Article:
Story at a glance
- Most of the United States is preparing to once again switch to daylight saving time.
- Americans will lose an hour of sleep amid the change and face later sunrises for months to come.
- Experts warn darker mornings can pose health and safety risks.
In the months to come, many Americans will be facing dark mornings — and with them, risks to their health and safety.
Clocks will shift forward in most of the U.S. on Sunday as daylight saving time begins, resulting in later sunrises and sunsets across the country.
Both sleep experts and motor vehicle organizations caution that darker mornings pose health risks and can heighten the threat of driver-related accidents.
To head off these risks, they recommend adjusting sleep schedules in the days before the change and making sure cars are as safe as possible to drive by checking headlights and tire pressure.
What risks are posed by darker mornings?
Some Americans may prefer lighter evenings so they can enjoy more sunlight after school or work, but research suggests sunnier mornings and darker evenings are better for people’s health.
This is in part because such a schedule aligns better with humans’ natural circadian rhythms.
“The way our circadian biology works out is that light in the morning actually helps us set our body clock to go to sleep at a normal hour at night,” explained James A. Rowley, who is a professor of medicine at Wayne State University’s School of Medicine and sits on the board of directors of the American Academy of Sleep Medicine.
“That doesn’t sound intuitive, but that’s just how it works, that we need light in the morning to help us fall asleep at night, and then the opposite is true — too much light in the evening can prevent us from falling asleep,” he said.
Research has shown the “spring forward” is linked with an increased risk of heart attacks, strokes and mood disturbances.
In the long term, daylight saving has also been associated with heart disease and diabetes, Rowley added. This is in part thanks to disruptions in sleep schedules.
“Plus, we’re not quite tracking the sun correctly when we’re on daylight saving time. So the cues are just off by an hour or so, and that can have long term effects,” he said.
On top of the health risks, data shows that traffic fatalities rise in the days immediately following the “spring forward,” with the effects being more pronounced in western locations within a time zone.
That could be because drivers take to the roads while drowsy, explained AAA spokesperson Andrew Gross.
As opposed to being just tired or fatigued, AAA defines drowsiness as the state right before a person falls asleep, Gross explained in an interview with Changing America. Losing that single hour of sleep during the daylight saving time switch can throw some people off, he added.
“Drowsy drivers who have slept about five hours or less have the same crash risk as someone who was driving drunk. That’s how serious drowsy driving is,” Gross said.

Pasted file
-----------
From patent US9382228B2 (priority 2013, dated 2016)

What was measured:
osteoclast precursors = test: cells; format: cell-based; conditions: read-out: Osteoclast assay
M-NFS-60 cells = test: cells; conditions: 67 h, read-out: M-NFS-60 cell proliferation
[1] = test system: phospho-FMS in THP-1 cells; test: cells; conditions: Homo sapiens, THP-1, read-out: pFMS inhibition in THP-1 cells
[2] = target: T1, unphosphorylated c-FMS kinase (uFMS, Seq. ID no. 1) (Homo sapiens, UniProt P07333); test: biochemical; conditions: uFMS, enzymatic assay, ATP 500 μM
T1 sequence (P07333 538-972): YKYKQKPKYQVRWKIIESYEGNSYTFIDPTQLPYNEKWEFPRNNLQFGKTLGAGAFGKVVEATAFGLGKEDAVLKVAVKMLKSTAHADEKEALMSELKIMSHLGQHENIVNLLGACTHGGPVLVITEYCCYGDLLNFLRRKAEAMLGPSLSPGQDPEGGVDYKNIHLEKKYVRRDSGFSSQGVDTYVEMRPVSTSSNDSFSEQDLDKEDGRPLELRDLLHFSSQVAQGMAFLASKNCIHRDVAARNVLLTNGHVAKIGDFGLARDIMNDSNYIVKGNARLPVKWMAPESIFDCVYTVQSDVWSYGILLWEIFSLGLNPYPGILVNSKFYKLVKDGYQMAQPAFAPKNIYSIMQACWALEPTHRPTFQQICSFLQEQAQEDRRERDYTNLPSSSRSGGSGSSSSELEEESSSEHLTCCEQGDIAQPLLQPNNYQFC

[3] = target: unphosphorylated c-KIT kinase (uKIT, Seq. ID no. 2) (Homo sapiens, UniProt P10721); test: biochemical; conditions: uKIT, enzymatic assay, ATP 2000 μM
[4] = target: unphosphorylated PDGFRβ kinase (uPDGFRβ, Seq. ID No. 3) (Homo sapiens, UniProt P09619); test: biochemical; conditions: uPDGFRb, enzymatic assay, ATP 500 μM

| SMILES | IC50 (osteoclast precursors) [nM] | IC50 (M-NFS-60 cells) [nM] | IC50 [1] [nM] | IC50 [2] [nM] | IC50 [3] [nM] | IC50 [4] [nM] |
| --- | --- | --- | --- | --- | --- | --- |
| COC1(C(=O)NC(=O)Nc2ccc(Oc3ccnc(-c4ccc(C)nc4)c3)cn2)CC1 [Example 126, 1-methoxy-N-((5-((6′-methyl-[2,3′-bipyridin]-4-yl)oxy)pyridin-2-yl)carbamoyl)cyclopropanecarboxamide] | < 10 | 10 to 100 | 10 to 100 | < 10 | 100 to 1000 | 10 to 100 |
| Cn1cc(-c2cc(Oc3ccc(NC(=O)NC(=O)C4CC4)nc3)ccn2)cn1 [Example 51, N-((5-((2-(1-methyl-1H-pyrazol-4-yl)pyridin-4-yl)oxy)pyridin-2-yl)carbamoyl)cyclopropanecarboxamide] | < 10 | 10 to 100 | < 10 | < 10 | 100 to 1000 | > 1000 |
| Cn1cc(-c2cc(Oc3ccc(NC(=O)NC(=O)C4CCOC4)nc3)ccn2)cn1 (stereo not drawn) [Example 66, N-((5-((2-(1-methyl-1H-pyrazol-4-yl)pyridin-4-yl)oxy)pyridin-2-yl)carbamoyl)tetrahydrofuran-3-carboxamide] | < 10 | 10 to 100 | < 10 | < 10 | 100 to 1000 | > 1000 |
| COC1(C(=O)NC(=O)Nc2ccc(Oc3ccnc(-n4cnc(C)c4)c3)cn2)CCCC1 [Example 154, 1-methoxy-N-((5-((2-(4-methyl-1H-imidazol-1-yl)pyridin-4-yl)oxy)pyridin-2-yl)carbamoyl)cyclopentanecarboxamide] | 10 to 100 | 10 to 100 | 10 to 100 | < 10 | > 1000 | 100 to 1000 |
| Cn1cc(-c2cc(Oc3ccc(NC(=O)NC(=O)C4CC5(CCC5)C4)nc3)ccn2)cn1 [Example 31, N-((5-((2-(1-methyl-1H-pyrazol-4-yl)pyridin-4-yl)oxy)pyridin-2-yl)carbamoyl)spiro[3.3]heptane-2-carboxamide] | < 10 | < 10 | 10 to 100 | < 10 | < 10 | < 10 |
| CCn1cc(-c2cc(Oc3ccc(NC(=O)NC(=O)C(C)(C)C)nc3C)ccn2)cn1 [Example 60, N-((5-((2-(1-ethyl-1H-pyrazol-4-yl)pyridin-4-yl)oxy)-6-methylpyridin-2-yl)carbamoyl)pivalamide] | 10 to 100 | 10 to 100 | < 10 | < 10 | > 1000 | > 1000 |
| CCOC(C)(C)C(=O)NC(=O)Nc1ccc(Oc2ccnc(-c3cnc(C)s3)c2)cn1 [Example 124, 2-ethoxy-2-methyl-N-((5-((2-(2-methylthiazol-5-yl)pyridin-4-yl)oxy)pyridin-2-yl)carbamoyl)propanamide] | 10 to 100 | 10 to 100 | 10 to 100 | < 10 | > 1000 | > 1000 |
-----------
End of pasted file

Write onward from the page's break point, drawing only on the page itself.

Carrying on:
And the more you do it, the worse it gets. “If you’re drowsy and you’re driving down the road, you’re not going to get more awake as you drive; you’re just going to get sleepier and sleepier,” he explained.
Along with the immediate risks posed by the “spring forward,” darker mornings can make it more dangerous for kids waiting for the bus or walking to school.
COVID-19 restrictions being lifted mean more children may be commuting to school during the days immediately following the time change this year than in recent years.
“This is the time that you have to slow down and pay attention, which is tricky, because some of the drivers might be groggy,” said Gross.
“Now is a great time to remind people before daylight savings time that they get a good night’s sleep the night before, kind of prepare, get themselves mentally aware that the time change is coming,” he added.
How to head off risks
Sleep experts recommend going to sleep 20 to 30 minutes before one’s usual bedtime in the days leading up to the “spring forward,” “just so you’re used to it when it happens,” said Rowley.
In addition, Gross recommends checking your headlights and tire pressure before the time change, and maybe scheduling routine maintenance for cars.
“All the things you can do to make your car as safe as possible and make it as easy as possible for you to see other cars and see pedestrians and bicyclists and scooters. All of that will make your daily commute a lot safer,” he said.
For those with early morning commutes or who may be drowsy on the way into work, Gross recommends taking a break from the wheel. This could involve pulling off to the side of the road, stopping at a rest stop, grabbing a cup of coffee or even taking a 15 minute nap.
“Drowsy driving is not going to get better if you just stay behind the wheel and keep going,” he said.
In the longer term, sleep experts, including the American Academy of Sleep Medicine, have continually pushed for scrapping time changes altogether and adopting a permanent standard time where clocks better align with the sun’s position year-round.
“Our bodies are designed for standard time,” said Rowley, which he noted permits less light in the evenings and more light in the mornings and allows us to fall asleep easier.
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